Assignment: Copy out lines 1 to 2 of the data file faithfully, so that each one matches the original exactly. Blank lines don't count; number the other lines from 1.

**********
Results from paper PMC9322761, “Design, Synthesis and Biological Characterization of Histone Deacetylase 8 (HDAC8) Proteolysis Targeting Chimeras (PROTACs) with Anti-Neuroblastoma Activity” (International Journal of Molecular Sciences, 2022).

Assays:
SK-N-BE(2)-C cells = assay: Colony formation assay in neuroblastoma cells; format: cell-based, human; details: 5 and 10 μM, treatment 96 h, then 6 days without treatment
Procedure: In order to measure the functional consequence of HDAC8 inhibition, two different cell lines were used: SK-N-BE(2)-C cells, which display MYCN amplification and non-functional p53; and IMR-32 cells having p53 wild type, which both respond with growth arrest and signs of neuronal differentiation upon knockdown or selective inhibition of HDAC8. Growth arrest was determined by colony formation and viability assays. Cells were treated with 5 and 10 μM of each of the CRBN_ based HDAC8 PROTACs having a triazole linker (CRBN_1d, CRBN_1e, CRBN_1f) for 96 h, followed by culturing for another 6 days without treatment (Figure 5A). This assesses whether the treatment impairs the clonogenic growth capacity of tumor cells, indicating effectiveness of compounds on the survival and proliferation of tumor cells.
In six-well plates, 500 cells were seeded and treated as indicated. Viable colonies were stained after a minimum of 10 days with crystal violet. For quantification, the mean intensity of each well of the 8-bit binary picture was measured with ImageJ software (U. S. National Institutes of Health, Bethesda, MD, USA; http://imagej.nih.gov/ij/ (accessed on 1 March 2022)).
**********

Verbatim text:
Results from paper PMC9322761, “Design, Synthesis and Biological Characterization of Histone Deacetylase 8 (HDAC8) Proteolysis Targeting Chimeras (PROTACs) with Anti-Neuroblastoma Activity” (International Journal of Molecular Sciences, 2022).

Assays: